• 6. 6 THE POLITICAL ECONOMY OF THE ASIAN FINANCIAL CRISIS as constituting a guarantee to investors; the fact that so much offshore borrowing was unhedged suggests just such a perception. Critics of this ‘‘fundamentalist’’ view place greater emphasis on self- fulfilling speculative attacks and contagion (Obstfeld 1996; Radelet and Sachs 1998a, 1998b; Baig and Goldfajn 1999; Masson 1999). In this class of models, creditors are not responding to fundamentals but to the actions of other creditors and what Radelet and Sachs (1998b) have neatly labeled ‘‘rational panic.’’ Prima facie evidence of the panic-driven nature of the crisis include the fact that it was largely unanticipated and the substantial overshooting of exchange rate adjustments that followed its onset (Radelet and Sachs 1998a, 1998b). When such crises start in one country, there are a variety of channels through which they can be propagated to other countries, including fears of competitive devaluation or financial linkages of various sorts (Calvo 1999, Masson 1999). As we have seen from the brief sketch above, Thailand begat Indonesia and Malaysia; Taiwan’s devaluation begat the market meltdown in Hong Kong in late October; and that meltdown begat South Korea, which in turn resonated back through the Southeast Asian markets at the end of 1997.4 As the depth of domestic financial and corporate distress became more apparent, attention shifted to a third set of domestic vulnerabilities. ‘‘New fundamentalists’’ focused particular attention on the weakness of Asian financial sectors, included rapid lending growth, high corporate lever- aging, and excessive risk-taking (Krugman 1998d; Caprio 1998; Pomer- leano 1998; Harwood, Litan, and Pomerleano 1999; Goldstein, Kaminsky, and Reinhart 2000).5 Malaysia, South Korea, and Thailand all underwent bank-financed investment booms before the crisis, during which lending grew rapidly (despite low and declining returns on capital) and bank balance sheets deteriorated. Krugman (1998d) pushed this line of analysis back toward more funda- mental issues of business-government relations. As he put it succinctly, ‘‘the problem began with financial intermediaries—institutions whose 4. Malaysian Prime Minister Mahathir’s imposition of capital controls fed directly into this debate about the weight of external influences (Krugman 1998d, 1999; Montes 1998; Wade and Veneroso 1998). If short-term capital movements were the proximate cause of the crisis, couldn’t such vulnerability be reduced by maintaining capital controls, or at least exercising extreme caution in their removal? Interestingly, none of Malaysia’s neighbors followed Mahathir’s departure from orthodoxy, although the international policy community became somewhat less hostile to controls in the wake of the crisis. 5. Among the oft-cited regulatory failures were low capital adequacy ratios; weak, and weakly enforced, lending limits to related managers and enterprises; permissive asset classifi- cation systems and provisioning rules; and, in general, poor disclosure and transparency of bank operations. These problems compounded the effects of weak institutional develop- ment by the banks themselves, which tended to lend on the basis of collateral and personal relationships rather than cash flow; see chapter 1. Institute for International Economics | http://www.iie.com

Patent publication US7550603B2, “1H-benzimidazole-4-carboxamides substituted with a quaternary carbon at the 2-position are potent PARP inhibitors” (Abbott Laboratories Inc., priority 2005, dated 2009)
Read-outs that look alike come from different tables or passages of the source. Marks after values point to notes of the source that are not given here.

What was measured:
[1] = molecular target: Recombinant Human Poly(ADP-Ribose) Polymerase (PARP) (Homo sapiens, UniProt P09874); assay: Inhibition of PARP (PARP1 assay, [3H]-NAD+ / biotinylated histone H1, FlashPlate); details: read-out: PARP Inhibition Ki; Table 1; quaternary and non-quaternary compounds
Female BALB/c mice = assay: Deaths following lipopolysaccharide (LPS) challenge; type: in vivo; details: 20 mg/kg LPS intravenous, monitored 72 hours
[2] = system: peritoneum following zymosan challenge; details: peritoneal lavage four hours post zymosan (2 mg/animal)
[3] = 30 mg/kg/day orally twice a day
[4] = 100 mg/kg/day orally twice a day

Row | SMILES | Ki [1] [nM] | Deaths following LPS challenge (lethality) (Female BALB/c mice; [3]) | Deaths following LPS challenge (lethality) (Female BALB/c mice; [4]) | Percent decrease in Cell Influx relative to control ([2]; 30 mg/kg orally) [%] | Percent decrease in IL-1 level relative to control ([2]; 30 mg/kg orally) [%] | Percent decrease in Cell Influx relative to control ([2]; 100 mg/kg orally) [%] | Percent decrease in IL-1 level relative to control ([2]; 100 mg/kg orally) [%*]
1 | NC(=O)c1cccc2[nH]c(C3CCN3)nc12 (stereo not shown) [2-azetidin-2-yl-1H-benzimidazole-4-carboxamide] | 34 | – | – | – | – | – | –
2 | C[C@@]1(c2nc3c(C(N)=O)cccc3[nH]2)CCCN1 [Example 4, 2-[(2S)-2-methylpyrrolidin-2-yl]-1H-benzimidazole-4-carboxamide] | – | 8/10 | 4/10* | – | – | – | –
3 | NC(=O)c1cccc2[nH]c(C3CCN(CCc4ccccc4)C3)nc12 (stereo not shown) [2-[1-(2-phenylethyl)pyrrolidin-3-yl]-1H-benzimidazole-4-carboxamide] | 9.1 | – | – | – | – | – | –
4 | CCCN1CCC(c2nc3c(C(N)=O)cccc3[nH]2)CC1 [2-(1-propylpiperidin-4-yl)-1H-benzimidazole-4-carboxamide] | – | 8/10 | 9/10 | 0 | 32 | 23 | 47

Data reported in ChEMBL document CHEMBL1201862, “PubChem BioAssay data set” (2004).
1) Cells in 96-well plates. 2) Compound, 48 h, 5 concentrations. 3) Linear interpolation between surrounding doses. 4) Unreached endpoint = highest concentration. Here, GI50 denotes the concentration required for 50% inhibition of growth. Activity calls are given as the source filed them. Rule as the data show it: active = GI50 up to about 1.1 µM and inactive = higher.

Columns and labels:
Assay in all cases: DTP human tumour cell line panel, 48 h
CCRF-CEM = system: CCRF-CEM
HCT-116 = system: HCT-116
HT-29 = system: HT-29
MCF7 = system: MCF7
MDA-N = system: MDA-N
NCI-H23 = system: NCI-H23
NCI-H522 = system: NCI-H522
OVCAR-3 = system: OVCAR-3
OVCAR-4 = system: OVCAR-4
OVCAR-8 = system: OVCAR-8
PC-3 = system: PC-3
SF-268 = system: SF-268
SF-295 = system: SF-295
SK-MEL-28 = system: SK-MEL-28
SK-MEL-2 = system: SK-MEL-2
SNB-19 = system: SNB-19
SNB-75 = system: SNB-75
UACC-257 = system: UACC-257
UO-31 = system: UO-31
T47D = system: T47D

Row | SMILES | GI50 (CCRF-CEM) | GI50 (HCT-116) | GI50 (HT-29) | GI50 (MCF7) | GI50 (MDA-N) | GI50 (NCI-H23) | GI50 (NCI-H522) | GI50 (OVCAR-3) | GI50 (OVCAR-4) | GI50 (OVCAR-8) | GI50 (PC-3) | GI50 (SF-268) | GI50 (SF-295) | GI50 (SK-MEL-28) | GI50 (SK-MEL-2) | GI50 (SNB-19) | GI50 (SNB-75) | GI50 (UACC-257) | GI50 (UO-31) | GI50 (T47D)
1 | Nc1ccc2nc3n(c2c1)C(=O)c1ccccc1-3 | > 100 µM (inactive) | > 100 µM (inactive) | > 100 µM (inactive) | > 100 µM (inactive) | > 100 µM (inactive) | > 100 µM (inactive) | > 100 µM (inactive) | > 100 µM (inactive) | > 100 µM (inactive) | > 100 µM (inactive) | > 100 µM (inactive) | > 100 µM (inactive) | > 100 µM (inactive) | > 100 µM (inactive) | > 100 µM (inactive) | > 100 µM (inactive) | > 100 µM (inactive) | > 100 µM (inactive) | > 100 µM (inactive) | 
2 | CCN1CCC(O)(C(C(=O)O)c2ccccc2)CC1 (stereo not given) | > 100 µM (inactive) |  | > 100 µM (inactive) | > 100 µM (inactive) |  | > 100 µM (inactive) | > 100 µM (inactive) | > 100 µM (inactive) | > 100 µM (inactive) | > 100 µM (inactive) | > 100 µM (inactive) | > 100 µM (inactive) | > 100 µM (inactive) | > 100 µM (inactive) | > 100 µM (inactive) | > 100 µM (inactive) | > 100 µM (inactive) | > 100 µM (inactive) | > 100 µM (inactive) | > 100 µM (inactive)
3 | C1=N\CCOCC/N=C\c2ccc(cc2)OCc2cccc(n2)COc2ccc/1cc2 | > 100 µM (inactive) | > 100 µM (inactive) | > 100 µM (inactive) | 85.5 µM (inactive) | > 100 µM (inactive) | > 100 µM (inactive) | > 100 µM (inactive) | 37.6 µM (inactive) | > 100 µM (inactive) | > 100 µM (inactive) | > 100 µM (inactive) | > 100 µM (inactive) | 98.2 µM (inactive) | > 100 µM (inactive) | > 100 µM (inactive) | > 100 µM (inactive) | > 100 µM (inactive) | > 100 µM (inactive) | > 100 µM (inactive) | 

• 7. INTRODUCTION 7 liabilities were perceived as having an implicit government guarantee, but were essentially unregulated and therefore subject to severe moral hazard problems.’’ When the bubble burst and asset prices started to fall, collateral values also fell, and the illiquidity and insolvency of financial institutions became apparent. This development in turn forced banks either to curtail lending or cease operations altogether, leading to yet further asset deflation. Kaminsky and Reinhart (1998) and Goldstein, Kaminsky, and Reinhart (2000) provide support for the conclusion that the causal relationship between foreign exchange crises and financial crises ran in both directions, and that domestic financial weakness increases vulnerability to foreign exchange crises. The final, most heated controversy surrounded the policy content of IMF-supported programs. Critics argued that fiscal and monetary policy tightening had perverse effects (Radelet and Sachs 1998a, 1998b; Furman and Stiglitz 1998, Krugman 1999). Rather than stabilizing the exchange rate, they sent markets the signal that further decline was in store, contrib- uted to the overshooting of exchange rate adjustments, and severely com- pounded problems in the financial and corporate sectors. Feldstein (1998) argued that the IMF’s efforts at financial market reform were also overly ambitious and intrusive and had similar adverse consequences. The IMF cannot be held blameless in the crisis, but any assessment hinges on some counterfactual and a weighing of unpleasant tradeoffs (Corden 1998; World Bank 2000b, 29). For example, critics of the IMF tended to discount the risks of even further currency depreciation and its effects on the servicing costs of foreign debt (Fischer 1998). The evidence for perverse exchange rate effects is mixed at best (Goldfajn and Baig 1998; Dekle, Hsiao, and Wang 1998), and the IMF did in fact move— albeit perhaps too slowly—to reverse its initial monetary and fiscal policy prescriptions. Given the extent of the collapse, it was also impossible to avoid reform of the financial and corporate sectors. Moreover, any assessment requires attention to how the actions—and inaction—of gov- ernments affected markets, and that brings us back to the central role of politics. Bringing Politics Back In With the exception of the implicit political economy of those emphasizing moral hazard, the striking feature of the debates among economists just outlined is the absence of systematic political analysis.6 The arguments 6. A number of political scientists and political economists did enter the intellectual fray, but their analyses had little apparent influence on the debates among economists on the causes of the crisis. Political economy accounts include Jomo (1998b), Arndt and Hill (1999), and particularly Pempel (1999b). The Journal of Democracy also published a number of essays on the politics of the crisis; see Suchit (1999), Harymurtri (1999), Mo and Moon (1999), and Emmerson (1999). Also see Noble and Ravenhill (2000a). Institute for International Economics | http://www.iie.com